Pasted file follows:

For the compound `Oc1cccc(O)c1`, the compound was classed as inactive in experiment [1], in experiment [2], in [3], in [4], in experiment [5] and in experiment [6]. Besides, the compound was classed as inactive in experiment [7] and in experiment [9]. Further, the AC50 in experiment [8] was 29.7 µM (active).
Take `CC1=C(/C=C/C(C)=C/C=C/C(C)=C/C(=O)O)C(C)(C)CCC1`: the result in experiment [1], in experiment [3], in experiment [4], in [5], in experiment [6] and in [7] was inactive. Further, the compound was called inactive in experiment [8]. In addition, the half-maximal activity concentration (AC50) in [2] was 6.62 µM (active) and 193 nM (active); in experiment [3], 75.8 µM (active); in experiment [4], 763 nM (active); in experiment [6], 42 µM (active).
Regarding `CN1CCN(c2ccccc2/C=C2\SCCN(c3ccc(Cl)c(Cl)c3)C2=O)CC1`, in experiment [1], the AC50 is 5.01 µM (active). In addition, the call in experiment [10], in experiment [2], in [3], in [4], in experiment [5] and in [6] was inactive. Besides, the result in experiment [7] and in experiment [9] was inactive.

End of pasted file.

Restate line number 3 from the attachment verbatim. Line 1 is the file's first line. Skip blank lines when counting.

Regarding `CN1CCN(c2ccccc2/C=C2\SCCN(c3ccc(Cl)c(Cl)c3)C2=O)CC1`, in experiment [1], the AC50 is 5.01 µM (active). In addition, the call in experiment [10], in experiment [2], in [3], in [4], in experiment [5] and in [6] was inactive. Besides, the result in experiment [7] and in experiment [9] was inactive.